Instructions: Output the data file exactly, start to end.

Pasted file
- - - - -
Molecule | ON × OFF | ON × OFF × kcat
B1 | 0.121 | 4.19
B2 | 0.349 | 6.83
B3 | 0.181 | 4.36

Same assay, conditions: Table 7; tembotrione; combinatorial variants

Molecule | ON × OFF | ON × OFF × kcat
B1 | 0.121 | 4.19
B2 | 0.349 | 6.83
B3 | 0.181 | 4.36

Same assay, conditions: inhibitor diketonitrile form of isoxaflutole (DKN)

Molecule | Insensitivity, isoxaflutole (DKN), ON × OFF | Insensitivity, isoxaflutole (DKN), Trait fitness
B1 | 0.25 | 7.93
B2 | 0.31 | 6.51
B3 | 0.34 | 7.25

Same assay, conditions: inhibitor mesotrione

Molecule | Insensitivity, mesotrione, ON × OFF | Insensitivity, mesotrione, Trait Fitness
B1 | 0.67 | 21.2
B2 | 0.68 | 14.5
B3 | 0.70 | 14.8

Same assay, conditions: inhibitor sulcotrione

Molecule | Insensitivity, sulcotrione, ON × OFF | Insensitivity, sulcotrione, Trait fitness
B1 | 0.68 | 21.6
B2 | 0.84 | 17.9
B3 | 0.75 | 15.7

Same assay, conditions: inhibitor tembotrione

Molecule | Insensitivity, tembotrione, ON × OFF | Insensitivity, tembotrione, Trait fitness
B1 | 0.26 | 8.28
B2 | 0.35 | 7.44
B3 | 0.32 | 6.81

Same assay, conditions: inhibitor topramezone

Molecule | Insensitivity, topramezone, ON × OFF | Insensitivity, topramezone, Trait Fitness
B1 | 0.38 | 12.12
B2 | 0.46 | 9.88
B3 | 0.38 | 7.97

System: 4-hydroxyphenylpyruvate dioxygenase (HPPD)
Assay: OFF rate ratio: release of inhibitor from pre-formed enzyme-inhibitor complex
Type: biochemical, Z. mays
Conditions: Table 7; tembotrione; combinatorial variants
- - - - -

Molecule | ON × OFF | ON × OFF × kcat
B1 | 0.121 | 4.19
B2 | 0.349 | 6.83
B3 | 0.181 | 4.36

Same assay, conditions: Table 7; tembotrione; combinatorial variants

Molecule | ON × OFF | ON × OFF × kcat
B1 | 0.121 | 4.19
B2 | 0.349 | 6.83
B3 | 0.181 | 4.36

Same assay, conditions: inhibitor diketonitrile form of isoxaflutole (DKN)

Molecule | Insensitivity, isoxaflutole (DKN), ON × OFF | Insensitivity, isoxaflutole (DKN), Trait fitness
B1 | 0.25 | 7.93
B2 | 0.31 | 6.51
B3 | 0.34 | 7.25

Same assay, conditions: inhibitor mesotrione

Molecule | Insensitivity, mesotrione, ON × OFF | Insensitivity, mesotrione, Trait Fitness
B1 | 0.67 | 21.2
B2 | 0.68 | 14.5
B3 | 0.70 | 14.8

Same assay, conditions: inhibitor sulcotrione

Molecule | Insensitivity, sulcotrione, ON × OFF | Insensitivity, sulcotrione, Trait fitness
B1 | 0.68 | 21.6
B2 | 0.84 | 17.9
B3 | 0.75 | 15.7

Same assay, conditions: inhibitor tembotrione

Molecule | Insensitivity, tembotrione, ON × OFF | Insensitivity, tembotrione, Trait fitness
B1 | 0.26 | 8.28
B2 | 0.35 | 7.44
B3 | 0.32 | 6.81

Same assay, conditions: inhibitor topramezone

Molecule | Insensitivity, topramezone, ON × OFF | Insensitivity, topramezone, Trait Fitness
B1 | 0.38 | 12.12
B2 | 0.46 | 9.88
B3 | 0.38 | 7.97

System: 4-hydroxyphenylpyruvate dioxygenase (HPPD)
Assay: OFF rate ratio: release of inhibitor from pre-formed enzyme-inhibitor complex
Type: biochemical, Z. mays
Conditions: Table 7; tembotrione; combinatorial variants